iBooks Author added very basic support for LaTeX commands in version 2.0 (October 2012). It’s really converting a small collection of LaTeX commands to MathML using blahtex [sic], and rendering them with WebKit on the iPad. In my brief experiments, it appears to be restricted to inserting inline equations in text boxes.
There’s an Apple Support Base article, iBooks Author: About LaTeX and MathML Support, which describes exactly the commands which iBooks Author can use. It’s a pretty short list.
As far as I know, there is no way to add packages to an iBooks Author file, since it’s not really full LaTeX, and it can’t go looking for extra packages. It’s primarily using WebKit and HTML for the backend, not TeX.
Some other notes from my (admittedly brief) usage:
It doesn’t use proper TeX fonts. I’ve not tried looking about an iBook generated this way on the iPad, but the equation in the Mac preview only uses Lucida Grande (the system default font on OS X). Trying common fonts such as Helvetica, Arial and Times leaves the equation resolutely in Lucida Grande, as do trying the Computer Modern fonts. This may be different on the iPad.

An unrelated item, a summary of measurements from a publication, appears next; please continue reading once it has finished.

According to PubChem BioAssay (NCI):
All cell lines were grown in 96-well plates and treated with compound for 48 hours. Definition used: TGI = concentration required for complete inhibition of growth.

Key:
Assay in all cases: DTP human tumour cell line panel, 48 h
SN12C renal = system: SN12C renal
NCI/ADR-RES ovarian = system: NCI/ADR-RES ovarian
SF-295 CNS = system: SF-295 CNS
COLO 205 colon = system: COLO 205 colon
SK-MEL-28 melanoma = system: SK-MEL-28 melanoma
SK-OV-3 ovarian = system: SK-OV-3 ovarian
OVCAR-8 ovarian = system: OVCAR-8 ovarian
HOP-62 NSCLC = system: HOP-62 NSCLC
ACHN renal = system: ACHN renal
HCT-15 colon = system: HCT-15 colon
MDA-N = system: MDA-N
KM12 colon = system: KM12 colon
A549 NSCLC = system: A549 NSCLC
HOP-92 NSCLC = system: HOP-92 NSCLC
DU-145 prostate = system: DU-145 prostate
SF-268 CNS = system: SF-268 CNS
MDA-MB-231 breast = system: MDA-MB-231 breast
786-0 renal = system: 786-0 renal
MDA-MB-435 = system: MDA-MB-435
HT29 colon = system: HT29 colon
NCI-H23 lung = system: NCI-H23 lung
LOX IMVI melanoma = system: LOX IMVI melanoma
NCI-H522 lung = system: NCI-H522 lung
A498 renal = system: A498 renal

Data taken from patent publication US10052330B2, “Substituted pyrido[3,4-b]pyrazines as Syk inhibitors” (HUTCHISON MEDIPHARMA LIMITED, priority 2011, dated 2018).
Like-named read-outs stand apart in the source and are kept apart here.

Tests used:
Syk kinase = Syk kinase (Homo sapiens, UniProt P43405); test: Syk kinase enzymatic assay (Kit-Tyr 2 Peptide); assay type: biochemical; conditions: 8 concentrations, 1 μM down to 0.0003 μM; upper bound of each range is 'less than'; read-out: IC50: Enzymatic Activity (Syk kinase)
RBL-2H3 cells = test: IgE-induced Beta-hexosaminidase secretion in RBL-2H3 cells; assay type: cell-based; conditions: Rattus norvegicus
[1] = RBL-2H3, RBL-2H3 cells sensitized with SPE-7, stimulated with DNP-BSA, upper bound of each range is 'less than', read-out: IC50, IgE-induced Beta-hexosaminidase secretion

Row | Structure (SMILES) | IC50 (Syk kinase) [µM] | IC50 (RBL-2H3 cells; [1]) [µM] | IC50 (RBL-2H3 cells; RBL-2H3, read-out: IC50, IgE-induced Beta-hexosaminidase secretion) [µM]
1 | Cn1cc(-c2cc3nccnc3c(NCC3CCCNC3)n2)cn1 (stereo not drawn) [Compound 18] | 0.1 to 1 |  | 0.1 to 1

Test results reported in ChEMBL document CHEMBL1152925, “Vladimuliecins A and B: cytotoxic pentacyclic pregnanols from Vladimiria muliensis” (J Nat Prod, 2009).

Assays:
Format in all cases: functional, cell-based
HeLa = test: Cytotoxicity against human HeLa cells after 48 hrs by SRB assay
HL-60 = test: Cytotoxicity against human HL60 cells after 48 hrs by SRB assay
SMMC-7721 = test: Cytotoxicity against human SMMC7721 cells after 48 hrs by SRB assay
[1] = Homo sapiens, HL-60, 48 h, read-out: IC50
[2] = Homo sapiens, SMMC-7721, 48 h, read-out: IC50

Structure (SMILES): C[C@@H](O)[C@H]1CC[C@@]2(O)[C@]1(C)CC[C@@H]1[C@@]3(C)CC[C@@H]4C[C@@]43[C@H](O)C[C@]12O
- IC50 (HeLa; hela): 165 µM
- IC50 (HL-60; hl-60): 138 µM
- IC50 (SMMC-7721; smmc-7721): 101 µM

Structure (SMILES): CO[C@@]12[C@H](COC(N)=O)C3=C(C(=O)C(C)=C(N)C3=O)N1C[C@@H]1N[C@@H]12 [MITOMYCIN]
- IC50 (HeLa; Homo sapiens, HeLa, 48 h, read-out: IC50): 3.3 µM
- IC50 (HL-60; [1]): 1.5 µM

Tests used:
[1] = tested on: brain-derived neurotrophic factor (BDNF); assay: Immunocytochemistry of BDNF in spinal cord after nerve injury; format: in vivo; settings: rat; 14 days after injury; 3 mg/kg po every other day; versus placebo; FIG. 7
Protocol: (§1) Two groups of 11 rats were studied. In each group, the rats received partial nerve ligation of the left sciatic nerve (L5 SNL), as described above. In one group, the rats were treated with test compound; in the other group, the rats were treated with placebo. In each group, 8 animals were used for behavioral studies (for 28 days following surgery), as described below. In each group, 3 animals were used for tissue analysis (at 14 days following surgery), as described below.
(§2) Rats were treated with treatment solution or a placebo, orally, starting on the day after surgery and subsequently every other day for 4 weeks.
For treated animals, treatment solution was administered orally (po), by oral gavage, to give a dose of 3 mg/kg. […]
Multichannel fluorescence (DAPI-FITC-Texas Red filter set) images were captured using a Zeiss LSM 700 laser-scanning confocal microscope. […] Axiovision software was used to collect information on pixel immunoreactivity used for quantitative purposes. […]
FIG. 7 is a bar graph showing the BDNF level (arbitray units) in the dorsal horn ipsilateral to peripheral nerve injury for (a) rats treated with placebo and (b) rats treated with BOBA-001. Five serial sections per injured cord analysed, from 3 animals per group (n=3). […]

A side effect of this is that the formatting looks really weird. Here’s an example:
There’s a world of difference between that, and what a TeX compiler can draw, I think.
I looked at iBooks Author when they announced LaTeX support last year. I write my lecture notes electronically, and being able to use something like iBooks looked really interesting. I tried using it for my notes, but it broke down very quickly. It doesn’t support very many advanced commands, and I just went back to using PDFs and a PDF annotation app.
If your needs are simple, then iBooks Author may work for you. But for any sort of moderately complicated document, I think you’re better off using LaTeX.
I'll end by noting that Apple's record of updating their Mac software has been poor recently. iBooks Author hasn't been updated in nine months, and I don’t think adding full TeX support is on Apple’s priority list. Given further that iBooks is a properietary file format, I wouldn’t recommend using it for maths if you can avoid it.